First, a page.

Mouse cochlea with hair cells shown in green and auditory nerves shown in red. Credit: Doetzlhofer lab
Researchers at John Hopkins Medicine have found a pair of proteins that control when hair cells are created in the inner ear. This finding, published on June 12th, may hold the key to curing people with irreversible hearing loss.
Approximately 90% of genetic hearing loss is due to hair cell problems or auditory nerve damage. Hearing loss due to excessive loud noise exposure or viral infections damages these hair cells. Fish, amphibians, reptiles, and birds can regenerate their damaged hair cells. Humans cannot regrow their hair cells. Once our hair cells are damaged hearing loss is permanent.
Corvallis Hearing Center will continue to follow this ongoing research and talk about this new finding at one of our future seminars.
Attend our FREE monthly seminar held at Good Samaritan Regional Medical Center on the second Thursday from 3:30pm – 5:00pm of every month. Click here for this month’s topic and meeting room location.
Corvallis Hearing Center recommends hearing aids based on your Degree of Hearing Loss, Lifestyle, Communication Needs and Budget.
Hearing aid technology has vastly improved. Gone are the days when hearing aids were big, squeak-prone and useful only in dead quiet environments. Today’s hearing aids are equipped with digital microcomputers that automatically adjust sounds to make speech audible and comfortable for you. Today’s hearing aids are more discreet, more comfortable, and can improve your understanding of speech better than ever before. [Read more…]
The heart of Corvallis Hearing Center and the passion and purpose of Dr. Ron Leavitt is to serve the people of our community.
One of the ways we strive for this is being a part of Oregon Association for Better Hearing and offering once a month educational seminars at Good Samaritan Regional Medical Center here in Corvallis. Our hope and desire for these meetings is to arm the community with knowledge and power on hearing health and hearing options. [Read more…]
Typically it is thought that we hear with our ears. We actually hear with our brain. The ear is just the path it takes to the brain.
Our brain and our ears work together as a team. The ear collects the sound waves and the brain processes those sound waves/electrical signals into speech or into something we can identify around us. [Read more…]
In recent years the focus on hearing health care has shifted from the ears to the brain. One needs to only Google hearing loss and cognition to find dozens of articles in medical and hearing health care journals in the past few years. [Read more…]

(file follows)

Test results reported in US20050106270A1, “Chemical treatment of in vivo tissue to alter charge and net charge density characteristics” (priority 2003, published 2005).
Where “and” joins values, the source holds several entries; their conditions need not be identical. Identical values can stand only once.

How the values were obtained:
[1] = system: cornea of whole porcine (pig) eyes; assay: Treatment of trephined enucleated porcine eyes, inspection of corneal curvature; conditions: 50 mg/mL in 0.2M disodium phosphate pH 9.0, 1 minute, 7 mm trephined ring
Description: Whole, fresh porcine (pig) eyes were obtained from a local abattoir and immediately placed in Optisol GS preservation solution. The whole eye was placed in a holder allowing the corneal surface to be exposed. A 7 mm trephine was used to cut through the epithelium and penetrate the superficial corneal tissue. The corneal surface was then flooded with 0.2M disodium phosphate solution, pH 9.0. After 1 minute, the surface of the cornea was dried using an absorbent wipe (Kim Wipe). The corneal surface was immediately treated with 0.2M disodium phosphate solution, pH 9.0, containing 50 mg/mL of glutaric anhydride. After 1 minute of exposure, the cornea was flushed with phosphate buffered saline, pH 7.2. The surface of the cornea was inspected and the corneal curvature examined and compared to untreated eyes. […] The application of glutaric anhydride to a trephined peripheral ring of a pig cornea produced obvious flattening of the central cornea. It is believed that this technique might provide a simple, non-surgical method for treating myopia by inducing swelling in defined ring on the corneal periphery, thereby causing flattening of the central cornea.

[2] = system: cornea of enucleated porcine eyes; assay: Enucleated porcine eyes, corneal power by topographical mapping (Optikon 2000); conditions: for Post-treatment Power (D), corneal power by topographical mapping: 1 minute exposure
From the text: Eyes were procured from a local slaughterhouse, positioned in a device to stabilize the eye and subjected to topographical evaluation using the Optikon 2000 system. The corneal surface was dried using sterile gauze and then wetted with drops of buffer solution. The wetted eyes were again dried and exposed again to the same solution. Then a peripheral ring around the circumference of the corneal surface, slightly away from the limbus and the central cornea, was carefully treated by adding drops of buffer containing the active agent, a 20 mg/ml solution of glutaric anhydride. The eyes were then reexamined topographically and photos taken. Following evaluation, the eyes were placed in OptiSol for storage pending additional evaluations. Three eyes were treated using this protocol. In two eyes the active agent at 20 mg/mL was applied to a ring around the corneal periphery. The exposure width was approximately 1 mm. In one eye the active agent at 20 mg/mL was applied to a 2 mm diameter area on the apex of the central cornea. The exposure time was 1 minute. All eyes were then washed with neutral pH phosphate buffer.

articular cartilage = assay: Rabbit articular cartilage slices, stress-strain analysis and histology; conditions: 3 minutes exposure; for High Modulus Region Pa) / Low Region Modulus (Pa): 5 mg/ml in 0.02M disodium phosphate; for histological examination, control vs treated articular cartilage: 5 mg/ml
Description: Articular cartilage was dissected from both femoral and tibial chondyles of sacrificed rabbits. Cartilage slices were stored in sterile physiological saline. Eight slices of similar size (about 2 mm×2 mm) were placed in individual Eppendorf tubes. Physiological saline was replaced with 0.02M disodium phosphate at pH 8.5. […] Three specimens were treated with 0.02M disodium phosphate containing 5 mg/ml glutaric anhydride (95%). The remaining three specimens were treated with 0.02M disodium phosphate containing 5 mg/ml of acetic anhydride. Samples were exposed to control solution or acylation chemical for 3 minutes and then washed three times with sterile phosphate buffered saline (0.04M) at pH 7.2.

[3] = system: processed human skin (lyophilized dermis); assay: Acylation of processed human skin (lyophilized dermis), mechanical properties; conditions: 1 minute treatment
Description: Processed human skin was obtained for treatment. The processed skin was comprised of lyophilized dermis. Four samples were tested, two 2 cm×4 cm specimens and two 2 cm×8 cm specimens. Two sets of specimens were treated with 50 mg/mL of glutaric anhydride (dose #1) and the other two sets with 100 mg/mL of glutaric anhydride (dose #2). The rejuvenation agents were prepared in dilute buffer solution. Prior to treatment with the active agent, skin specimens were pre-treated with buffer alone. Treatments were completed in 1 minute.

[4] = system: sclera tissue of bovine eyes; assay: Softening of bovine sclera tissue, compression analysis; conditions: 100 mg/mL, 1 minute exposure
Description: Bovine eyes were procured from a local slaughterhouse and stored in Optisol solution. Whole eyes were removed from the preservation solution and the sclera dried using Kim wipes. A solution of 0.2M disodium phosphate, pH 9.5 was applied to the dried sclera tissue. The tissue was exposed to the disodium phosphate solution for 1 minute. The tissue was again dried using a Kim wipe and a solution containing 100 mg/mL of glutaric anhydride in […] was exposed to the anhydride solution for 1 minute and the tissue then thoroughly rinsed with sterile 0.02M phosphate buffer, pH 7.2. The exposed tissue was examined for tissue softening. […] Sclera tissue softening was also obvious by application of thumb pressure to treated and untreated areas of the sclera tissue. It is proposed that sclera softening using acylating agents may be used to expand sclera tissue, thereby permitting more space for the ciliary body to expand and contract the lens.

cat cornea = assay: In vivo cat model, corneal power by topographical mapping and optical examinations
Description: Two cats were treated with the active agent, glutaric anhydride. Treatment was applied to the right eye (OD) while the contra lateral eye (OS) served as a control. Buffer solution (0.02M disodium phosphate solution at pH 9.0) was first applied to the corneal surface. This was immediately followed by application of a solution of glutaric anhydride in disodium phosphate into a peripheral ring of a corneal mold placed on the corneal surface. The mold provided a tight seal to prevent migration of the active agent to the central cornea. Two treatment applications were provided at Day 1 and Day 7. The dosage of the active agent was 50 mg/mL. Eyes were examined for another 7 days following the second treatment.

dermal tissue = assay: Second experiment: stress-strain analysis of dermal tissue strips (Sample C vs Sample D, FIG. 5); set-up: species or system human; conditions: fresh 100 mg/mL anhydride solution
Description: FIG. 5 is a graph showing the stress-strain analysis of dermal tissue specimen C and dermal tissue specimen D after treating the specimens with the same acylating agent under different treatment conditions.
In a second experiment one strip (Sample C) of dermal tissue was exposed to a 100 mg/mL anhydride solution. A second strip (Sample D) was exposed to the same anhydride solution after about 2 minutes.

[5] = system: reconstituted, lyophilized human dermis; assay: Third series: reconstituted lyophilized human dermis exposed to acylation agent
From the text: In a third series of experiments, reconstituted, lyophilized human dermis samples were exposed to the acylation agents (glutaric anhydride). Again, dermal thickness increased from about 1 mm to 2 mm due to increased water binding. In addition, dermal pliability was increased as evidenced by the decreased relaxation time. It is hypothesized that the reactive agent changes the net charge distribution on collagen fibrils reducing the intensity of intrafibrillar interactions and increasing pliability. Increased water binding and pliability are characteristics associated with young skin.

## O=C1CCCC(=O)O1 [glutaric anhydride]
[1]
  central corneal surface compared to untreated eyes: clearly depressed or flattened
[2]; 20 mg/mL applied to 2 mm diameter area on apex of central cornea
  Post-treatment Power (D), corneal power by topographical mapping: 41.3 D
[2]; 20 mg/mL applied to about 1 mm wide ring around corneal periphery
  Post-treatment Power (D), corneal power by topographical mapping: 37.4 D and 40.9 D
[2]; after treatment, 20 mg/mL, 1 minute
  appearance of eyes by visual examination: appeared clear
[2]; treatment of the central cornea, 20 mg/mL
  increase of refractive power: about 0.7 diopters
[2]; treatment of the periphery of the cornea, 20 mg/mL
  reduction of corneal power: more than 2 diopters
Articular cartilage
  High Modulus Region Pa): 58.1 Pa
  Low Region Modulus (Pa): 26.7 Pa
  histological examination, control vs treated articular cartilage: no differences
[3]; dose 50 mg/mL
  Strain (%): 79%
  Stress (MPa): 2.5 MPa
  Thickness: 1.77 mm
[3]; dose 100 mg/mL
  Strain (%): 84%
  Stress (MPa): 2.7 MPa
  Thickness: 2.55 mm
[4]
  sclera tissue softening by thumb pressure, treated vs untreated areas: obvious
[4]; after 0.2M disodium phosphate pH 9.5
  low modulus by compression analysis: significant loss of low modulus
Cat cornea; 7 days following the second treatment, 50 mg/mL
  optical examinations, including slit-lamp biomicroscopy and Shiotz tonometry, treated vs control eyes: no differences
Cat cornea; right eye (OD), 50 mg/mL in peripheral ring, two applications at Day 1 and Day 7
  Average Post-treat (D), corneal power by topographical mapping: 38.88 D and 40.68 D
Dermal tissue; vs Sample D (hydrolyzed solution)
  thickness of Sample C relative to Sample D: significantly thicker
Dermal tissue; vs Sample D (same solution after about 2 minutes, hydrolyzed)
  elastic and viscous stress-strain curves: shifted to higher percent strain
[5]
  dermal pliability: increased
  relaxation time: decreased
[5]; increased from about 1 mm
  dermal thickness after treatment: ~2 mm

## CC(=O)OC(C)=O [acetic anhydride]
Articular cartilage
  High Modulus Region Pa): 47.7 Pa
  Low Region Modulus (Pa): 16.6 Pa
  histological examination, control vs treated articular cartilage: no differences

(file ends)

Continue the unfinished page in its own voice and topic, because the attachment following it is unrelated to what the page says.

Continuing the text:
A recent publication from Dr. Anu Sharma and colleagues at University Colorado, Boulder showed people who achieve a normal score with their hearing aids on a difficult speech in noise test were spared the brain resource reallocation reported for her subjects who have untreated or poorly treated hearing loss, perhaps explaining the strong relationship between hearing loss and dementia as noted by Dr. Frank Lin and colleagues at Johns Hopkins. [Read more…]
“Hearing loss is not a harmless condition to be ignored or left untreated. It has tremendous impact on your life, and if left untreated, it can have serious emotional, (cognitive) and social consequences.” (Dr. Serge Kochkin, 2005).
Many people are aware Corvallis has a consumer education group for people who are hard of hearing. This group has met monthly since September 1988 and brings the latest scientific information to the community regarding hearing loss and hearing aids. Meetings are free to the public and take place on the second Thursday of each month from 3:30 to 5 p.m. at Corvallis Good Samaritan Hospital. [Read more…]
Several sources estimate Medicare will be insolvent by 2028. This dire prediction has produced numerous suggestions regarding how to cut medical costs and maintain Medicare.
In the area of hearing healthcare this charge for Medicare cost efficiency is led by otolaryngologist Frank Lin of Johns Hopkins Medical University.
Dr. Lin has suggested hearing healthcare could be more affordable by first removing all medical oversight for adults with mild-to-moderate hearing loss allowing them to self-diagnose and self-treat their hearing losses. [Read more…]
It has been widely accepted that as people age the hearing nerve cells degrade. Further this hearing nerve cell degradation was thought to be well estimated from the conventional hearing test procedure known as the pure-tone audiogram.
This age-related hearing loss was thought to be so predictable that the International Standards Organization developed a graph showing the average amount of hearing loss for each decade of life using the conventional pure tone hearing test. [Read more…]
Many view hearing loss as an inconsequential condition that can be ignored without serious implication. Why else would Medicare deny benefits for hearing loss evaluation and rehabilitation to those over 65? Why would people delay seeking hearing help for years? Scientific evidence no long supports this laissez-faire attitude. [Read more…]